That’s according to media consultant, SNL Kagan.
SNL Kagan is the firm that first called widespread attention to the phenomenon that significant numbers of subscribers to multi-channel entertainment service providers, like cable TV or satellite, are cancelling their service. People are watching increasingly their favorite programs over the internet through services like Hulu. And they’re using Netflix as a substitute for on-demand movie watching.
During the middle two quarters of last year, cable et al. in the US actually showed declines in subscriber numbers for the first time ever. The fact that subscribership has since rallied back into the plus column has some observers concluding that internet-based “over the top” content distribution will remain a fringe phenomenon. SNL Kagan disagrees.
The consultant points out that:
–while traditional cable/satellite is growing, its expansion is less than the rate of new household formation. This means the older services are gradually losing market share;
–the number of OTT households will likely rise by 80% this year to 4.5 million, or about 4% of the market;
–for at least the next several years, the consultant expects OTT households to expand by a steady 2 million annually. This means they’ll number 12 million or so by 2015, and represent 10% of the market.
Netflixing and Huluing are different
Neilson observes that, although they may be the same people, individuals behave quite differently while Netflixing from when they’re Huluing.
–Netflixers, as you’d suspect, primarily watch movies using the service. A small majority view content on their TV screens, with a game console as their preferred connection device. 42% watch the movies directly on their computers.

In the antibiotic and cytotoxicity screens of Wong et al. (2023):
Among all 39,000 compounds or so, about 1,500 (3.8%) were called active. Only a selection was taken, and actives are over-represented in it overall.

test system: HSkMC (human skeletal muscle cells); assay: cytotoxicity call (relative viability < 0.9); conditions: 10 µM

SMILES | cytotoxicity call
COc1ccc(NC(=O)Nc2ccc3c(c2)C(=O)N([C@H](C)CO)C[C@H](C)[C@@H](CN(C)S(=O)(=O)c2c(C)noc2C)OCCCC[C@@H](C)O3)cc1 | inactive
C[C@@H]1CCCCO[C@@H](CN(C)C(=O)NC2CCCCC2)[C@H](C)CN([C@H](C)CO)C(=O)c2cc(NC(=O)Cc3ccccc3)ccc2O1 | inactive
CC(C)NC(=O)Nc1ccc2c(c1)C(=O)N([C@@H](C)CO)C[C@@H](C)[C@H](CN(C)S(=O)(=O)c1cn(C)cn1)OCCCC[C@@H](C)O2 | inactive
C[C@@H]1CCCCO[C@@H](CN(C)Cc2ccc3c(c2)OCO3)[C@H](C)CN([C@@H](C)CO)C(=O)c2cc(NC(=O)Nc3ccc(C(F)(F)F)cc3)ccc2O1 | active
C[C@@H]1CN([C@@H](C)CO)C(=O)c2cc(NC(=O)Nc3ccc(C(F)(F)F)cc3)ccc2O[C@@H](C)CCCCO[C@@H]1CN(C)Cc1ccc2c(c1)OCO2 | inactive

–Huluers, as you’d also figure, watch almost nothing but TV shows. They view their content almost exclusively on their computers, however, although sometimes they’ll hook the computer up to a TV screen.
One constant for both services: almost no one uses Google TV or Apple TV. More people watch on cellphones or tablets than on either.
Let’s assume that Huluing and Netflixing give us a peek into the future. What are we seeing?
–a world where cable TV companies are valuable because they deliver internet access to customers, not entertainment content directly to a TV. Their rivals will principally be the wireless companies that are building their own mobile internet networks.
–a world where TV sets no longer play a prominent role. Maybe you’ll have one in the house to watch sports events (the only kind of entertainment where people are willing to pay for picture quality), maybe not. Viewing gets done on computers or tablets.
–a world where the low-end PC disappears. Tablets are one successor, as the market already realizes. Traditional PCs, laptop or desktop, with larger, better resolution screens and good audio may be another. APPL is moving in this direction by eliminating the MacBook from its lineup and offering customers only the MacBook Air and the MacBook Pro as choices. (This seems to me to open the door to Chromebooks in the education market, but time will tell.)
Implications for INTC are, at worst, mixed and maybe pretty favorable. It may sell fewer chips, but its product mix will shift to higher value-added products. Cloud computing becomes much more important. And the performance bar is raised for ARMH’s much-discussed entry into the PC market.